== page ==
* “Did the agent provide you what you needed to make a good decision?”
* “Did the agent respond to your calls and emails in a timely manner?”
* “Was the agent fair and reasonable in the negotiating process?”

If you already have an agent, it is important that you monitor how you are being represented. Check in with your publisher from time to time and make sure that you are being well-represented. Keep in mind that the publisher will be reluctant to be candid unless he can count on your confidentiality.

By the way, I maintain a “List of Literary Agents who Represent Christian Authors”

Tuesday, August 18, 2009

Why Video Trailers Help Sell Your Book

Why a Video Will Help Sell Your Book

A shopper who watches a video about a product is more likely to buy it.

We are all concerned with the steps necessary to market our work. We wonder about how to spend very limited marketing dollars. Our thoughts are contradictory, at times and frustrating. At times it seems like we are taking a stab in the dark, with funds that need to be spent with the utmost care.

Alan Rinzler has a bit about one emerging marketing trend that seems promising, through a well produced video trailer. It's worth the read.

by Alan Rinzler
That’s why publishers and video producers are rushing to collaborate on low-cost video book trailers. Publicists and marketing professionals believe these videos are the best new way to create the kind of buzz that attracts readers and sales.
In the past few months, publishers like Simon & Schuster, Harlequin, Scholastic, Wiley and others, have commissioned and produced hundreds of these short videos. They’re posting them on their own company websites, on Amazon, YouTube, author sites and blogs, and an expanding universe of multimedia and social networking sites.
Some of these book videos look like movie trailers, with high production values, location shots and paid actors. Some are just about the author, with talking heads and an interview at home about the book and how it was written.
Here’s one I love
This is a book trailer for New Confections of a Closet Master Baker by Gesine Bullock-Prado (Broadway Books/Random House Sept. 09). It’s about the author and her quest for meaning and purpose in her life, which she discovers by becoming a master baker and opening her own shop in Vermont where she creates pastry and cakes to die for. They’re so well photographed you’ll want to rush out and buy them, and the book.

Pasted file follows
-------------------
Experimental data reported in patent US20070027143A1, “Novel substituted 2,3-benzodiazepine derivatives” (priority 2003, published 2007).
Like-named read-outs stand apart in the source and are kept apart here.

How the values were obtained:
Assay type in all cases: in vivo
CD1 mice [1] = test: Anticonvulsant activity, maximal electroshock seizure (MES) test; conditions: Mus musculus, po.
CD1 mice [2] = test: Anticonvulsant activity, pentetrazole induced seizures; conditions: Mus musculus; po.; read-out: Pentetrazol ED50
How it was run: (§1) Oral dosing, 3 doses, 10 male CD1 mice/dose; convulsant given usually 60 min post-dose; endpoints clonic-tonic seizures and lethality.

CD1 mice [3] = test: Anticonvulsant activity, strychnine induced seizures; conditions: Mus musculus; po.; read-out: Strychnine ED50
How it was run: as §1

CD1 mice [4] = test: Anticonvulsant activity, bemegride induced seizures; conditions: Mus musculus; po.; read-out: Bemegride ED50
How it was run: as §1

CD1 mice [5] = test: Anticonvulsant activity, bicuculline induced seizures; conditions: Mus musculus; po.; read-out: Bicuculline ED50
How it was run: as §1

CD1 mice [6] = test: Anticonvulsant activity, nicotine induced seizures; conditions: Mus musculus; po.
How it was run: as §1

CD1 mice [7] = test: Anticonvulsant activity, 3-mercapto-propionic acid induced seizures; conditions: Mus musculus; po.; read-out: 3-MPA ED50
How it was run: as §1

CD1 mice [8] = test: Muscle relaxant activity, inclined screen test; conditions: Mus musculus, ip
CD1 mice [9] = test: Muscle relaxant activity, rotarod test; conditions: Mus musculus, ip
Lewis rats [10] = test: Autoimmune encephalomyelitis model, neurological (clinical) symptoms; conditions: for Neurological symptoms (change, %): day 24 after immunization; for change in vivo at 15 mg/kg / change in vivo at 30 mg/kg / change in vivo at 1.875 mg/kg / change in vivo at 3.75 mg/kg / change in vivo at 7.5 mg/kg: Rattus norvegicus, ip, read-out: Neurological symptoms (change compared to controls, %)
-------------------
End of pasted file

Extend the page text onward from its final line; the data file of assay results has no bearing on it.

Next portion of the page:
A sudden trend
This new approach is part of the sea change in the industry’s turbulent and volatile efforts to sell books. Most of us generally agree that the old ways of marketing books has become prohibitively expensive and obsolete, especially in the current economy and declining retail sales in all sectors.
That full-page ad in the New York Times Book Review or the 30-second national TV spot on a show like Today or Front Line can cost tens of thousands of dollars with few tangible results. At the same time the DIY free-access culture of the internet has shown how powerful a three-minute YouTube video can be, careening around cyberspace in a few minutes if viewers pass it on to interested friends in their social network.
Book publishers are struggling to figure out how to survive and flourish in this brave new world of digital marketing. Many are now willing try something new.
At John Wiley & Sons, for example, we’ve already commissioned many such videos. The Dummies division at Wiley in particular, is using video trailers to market its books. Simon & Schuster’s CEO Carolyn Reidy, told me at Book Expo this year that she’s a big supporter of this recent initiative and has ordered dozens of videos for her various imprints. Jeff Gomez at Penguin is another strong advocate of this marketing tool.
We’ve also found that these book trailers are perfect as audition tapes for national broadcast and print media, and to generate author publicity and support the author’s direct-to-reader marketing efforts to drive sales and engage customers.
Growing book trailer industry
Video production companies targeting authors are emerging to produce book trailers. For example, Andrew Kaplan, Business Development Manager of the internet video company TurnHere, says they’ve produced about 500 book videos and is releasing three or four new ones every week.
Another producer, Scott Robinson of RFI films in NYC has been creating book videos directly with the author, most notably our own favorite discovery, Lenore Skenazy.